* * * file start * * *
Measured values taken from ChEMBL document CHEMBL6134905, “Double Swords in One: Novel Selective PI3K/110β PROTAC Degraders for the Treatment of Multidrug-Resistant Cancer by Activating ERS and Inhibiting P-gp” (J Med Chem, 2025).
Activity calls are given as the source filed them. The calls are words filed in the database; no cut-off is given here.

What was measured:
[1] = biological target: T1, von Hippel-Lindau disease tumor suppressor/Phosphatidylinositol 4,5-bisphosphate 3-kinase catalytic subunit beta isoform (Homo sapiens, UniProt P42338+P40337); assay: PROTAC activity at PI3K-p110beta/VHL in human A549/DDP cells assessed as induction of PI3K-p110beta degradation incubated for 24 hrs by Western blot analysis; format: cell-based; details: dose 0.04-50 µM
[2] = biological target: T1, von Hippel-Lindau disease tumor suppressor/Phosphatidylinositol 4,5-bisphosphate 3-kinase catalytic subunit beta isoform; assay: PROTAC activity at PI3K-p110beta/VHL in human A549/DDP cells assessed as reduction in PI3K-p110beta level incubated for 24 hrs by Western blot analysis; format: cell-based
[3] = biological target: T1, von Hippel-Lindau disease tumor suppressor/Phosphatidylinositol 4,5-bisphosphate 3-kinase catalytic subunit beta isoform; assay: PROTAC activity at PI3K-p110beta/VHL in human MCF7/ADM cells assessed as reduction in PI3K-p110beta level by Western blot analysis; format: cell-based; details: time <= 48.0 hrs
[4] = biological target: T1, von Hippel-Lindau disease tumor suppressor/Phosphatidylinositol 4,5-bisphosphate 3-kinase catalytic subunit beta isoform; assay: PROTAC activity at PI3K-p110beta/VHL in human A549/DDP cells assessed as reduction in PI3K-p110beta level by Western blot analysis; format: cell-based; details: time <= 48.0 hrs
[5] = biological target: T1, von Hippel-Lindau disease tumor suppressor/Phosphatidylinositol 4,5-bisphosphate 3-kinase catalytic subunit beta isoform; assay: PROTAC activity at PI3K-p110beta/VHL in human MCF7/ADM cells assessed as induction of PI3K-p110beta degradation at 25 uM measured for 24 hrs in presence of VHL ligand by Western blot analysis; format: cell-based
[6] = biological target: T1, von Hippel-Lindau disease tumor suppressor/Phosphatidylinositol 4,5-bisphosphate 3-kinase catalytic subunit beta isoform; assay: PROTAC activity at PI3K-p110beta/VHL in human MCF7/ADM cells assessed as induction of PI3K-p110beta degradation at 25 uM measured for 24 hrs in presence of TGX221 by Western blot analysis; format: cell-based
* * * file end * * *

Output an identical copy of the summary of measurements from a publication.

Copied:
Measured values taken from ChEMBL document CHEMBL6134905, “Double Swords in One: Novel Selective PI3K/110β PROTAC Degraders for the Treatment of Multidrug-Resistant Cancer by Activating ERS and Inhibiting P-gp” (J Med Chem, 2025).
Activity calls are given as the source filed them. The calls are words filed in the database; no cut-off is given here.

What was measured:
[1] = biological target: T1, von Hippel-Lindau disease tumor suppressor/Phosphatidylinositol 4,5-bisphosphate 3-kinase catalytic subunit beta isoform (Homo sapiens, UniProt P42338+P40337); assay: PROTAC activity at PI3K-p110beta/VHL in human A549/DDP cells assessed as induction of PI3K-p110beta degradation incubated for 24 hrs by Western blot analysis; format: cell-based; details: dose 0.04-50 µM
[2] = biological target: T1, von Hippel-Lindau disease tumor suppressor/Phosphatidylinositol 4,5-bisphosphate 3-kinase catalytic subunit beta isoform; assay: PROTAC activity at PI3K-p110beta/VHL in human A549/DDP cells assessed as reduction in PI3K-p110beta level incubated for 24 hrs by Western blot analysis; format: cell-based
[3] = biological target: T1, von Hippel-Lindau disease tumor suppressor/Phosphatidylinositol 4,5-bisphosphate 3-kinase catalytic subunit beta isoform; assay: PROTAC activity at PI3K-p110beta/VHL in human MCF7/ADM cells assessed as reduction in PI3K-p110beta level by Western blot analysis; format: cell-based; details: time <= 48.0 hrs
[4] = biological target: T1, von Hippel-Lindau disease tumor suppressor/Phosphatidylinositol 4,5-bisphosphate 3-kinase catalytic subunit beta isoform; assay: PROTAC activity at PI3K-p110beta/VHL in human A549/DDP cells assessed as reduction in PI3K-p110beta level by Western blot analysis; format: cell-based; details: time <= 48.0 hrs
[5] = biological target: T1, von Hippel-Lindau disease tumor suppressor/Phosphatidylinositol 4,5-bisphosphate 3-kinase catalytic subunit beta isoform; assay: PROTAC activity at PI3K-p110beta/VHL in human MCF7/ADM cells assessed as induction of PI3K-p110beta degradation at 25 uM measured for 24 hrs in presence of VHL ligand by Western blot analysis; format: cell-based
[6] = biological target: T1, von Hippel-Lindau disease tumor suppressor/Phosphatidylinositol 4,5-bisphosphate 3-kinase catalytic subunit beta isoform; assay: PROTAC activity at PI3K-p110beta/VHL in human MCF7/ADM cells assessed as induction of PI3K-p110beta degradation at 25 uM measured for 24 hrs in presence of TGX221 by Western blot analysis; format: cell-based